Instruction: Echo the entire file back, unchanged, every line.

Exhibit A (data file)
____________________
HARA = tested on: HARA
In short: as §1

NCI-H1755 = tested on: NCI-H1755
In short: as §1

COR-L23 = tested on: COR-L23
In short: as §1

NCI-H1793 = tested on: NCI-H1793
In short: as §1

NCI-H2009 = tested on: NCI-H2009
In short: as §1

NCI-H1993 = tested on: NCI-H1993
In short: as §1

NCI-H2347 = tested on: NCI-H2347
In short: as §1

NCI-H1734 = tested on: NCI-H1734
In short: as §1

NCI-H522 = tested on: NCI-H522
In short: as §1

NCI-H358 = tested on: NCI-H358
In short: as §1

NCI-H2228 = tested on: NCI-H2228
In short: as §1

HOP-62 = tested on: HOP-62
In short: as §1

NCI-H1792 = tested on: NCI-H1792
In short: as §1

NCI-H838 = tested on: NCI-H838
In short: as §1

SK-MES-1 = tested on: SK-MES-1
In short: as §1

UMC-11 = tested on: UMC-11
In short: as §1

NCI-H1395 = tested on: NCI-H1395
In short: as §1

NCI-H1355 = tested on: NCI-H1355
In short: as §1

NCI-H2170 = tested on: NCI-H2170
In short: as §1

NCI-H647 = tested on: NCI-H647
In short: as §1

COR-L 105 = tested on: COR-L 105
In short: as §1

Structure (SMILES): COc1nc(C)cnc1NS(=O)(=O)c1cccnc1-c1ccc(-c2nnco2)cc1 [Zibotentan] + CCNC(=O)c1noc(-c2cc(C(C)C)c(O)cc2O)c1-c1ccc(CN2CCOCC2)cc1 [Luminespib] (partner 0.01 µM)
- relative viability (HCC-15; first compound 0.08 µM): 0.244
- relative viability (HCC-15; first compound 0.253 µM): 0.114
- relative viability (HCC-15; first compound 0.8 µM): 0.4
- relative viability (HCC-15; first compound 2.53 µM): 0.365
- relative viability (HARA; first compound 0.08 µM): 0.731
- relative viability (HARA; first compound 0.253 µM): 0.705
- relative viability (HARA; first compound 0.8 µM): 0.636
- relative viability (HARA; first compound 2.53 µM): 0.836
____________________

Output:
HARA = tested on: HARA
In short: as §1

NCI-H1755 = tested on: NCI-H1755
In short: as §1

COR-L23 = tested on: COR-L23
In short: as §1

NCI-H1793 = tested on: NCI-H1793
In short: as §1

NCI-H2009 = tested on: NCI-H2009
In short: as §1

NCI-H1993 = tested on: NCI-H1993
In short: as §1

NCI-H2347 = tested on: NCI-H2347
In short: as §1

NCI-H1734 = tested on: NCI-H1734
In short: as §1

NCI-H522 = tested on: NCI-H522
In short: as §1

NCI-H358 = tested on: NCI-H358
In short: as §1

NCI-H2228 = tested on: NCI-H2228
In short: as §1

HOP-62 = tested on: HOP-62
In short: as §1

NCI-H1792 = tested on: NCI-H1792
In short: as §1

NCI-H838 = tested on: NCI-H838
In short: as §1

SK-MES-1 = tested on: SK-MES-1
In short: as §1

UMC-11 = tested on: UMC-11
In short: as §1

NCI-H1395 = tested on: NCI-H1395
In short: as §1

NCI-H1355 = tested on: NCI-H1355
In short: as §1

NCI-H2170 = tested on: NCI-H2170
In short: as §1

NCI-H647 = tested on: NCI-H647
In short: as §1

COR-L 105 = tested on: COR-L 105
In short: as §1

Structure (SMILES): COc1nc(C)cnc1NS(=O)(=O)c1cccnc1-c1ccc(-c2nnco2)cc1 [Zibotentan] + CCNC(=O)c1noc(-c2cc(C(C)C)c(O)cc2O)c1-c1ccc(CN2CCOCC2)cc1 [Luminespib] (partner 0.01 µM)
- relative viability (HCC-15; first compound 0.08 µM): 0.244
- relative viability (HCC-15; first compound 0.253 µM): 0.114
- relative viability (HCC-15; first compound 0.8 µM): 0.4
- relative viability (HCC-15; first compound 2.53 µM): 0.365
- relative viability (HARA; first compound 0.08 µM): 0.731
- relative viability (HARA; first compound 0.253 µM): 0.705
- relative viability (HARA; first compound 0.8 µM): 0.636
- relative viability (HARA; first compound 2.53 µM): 0.836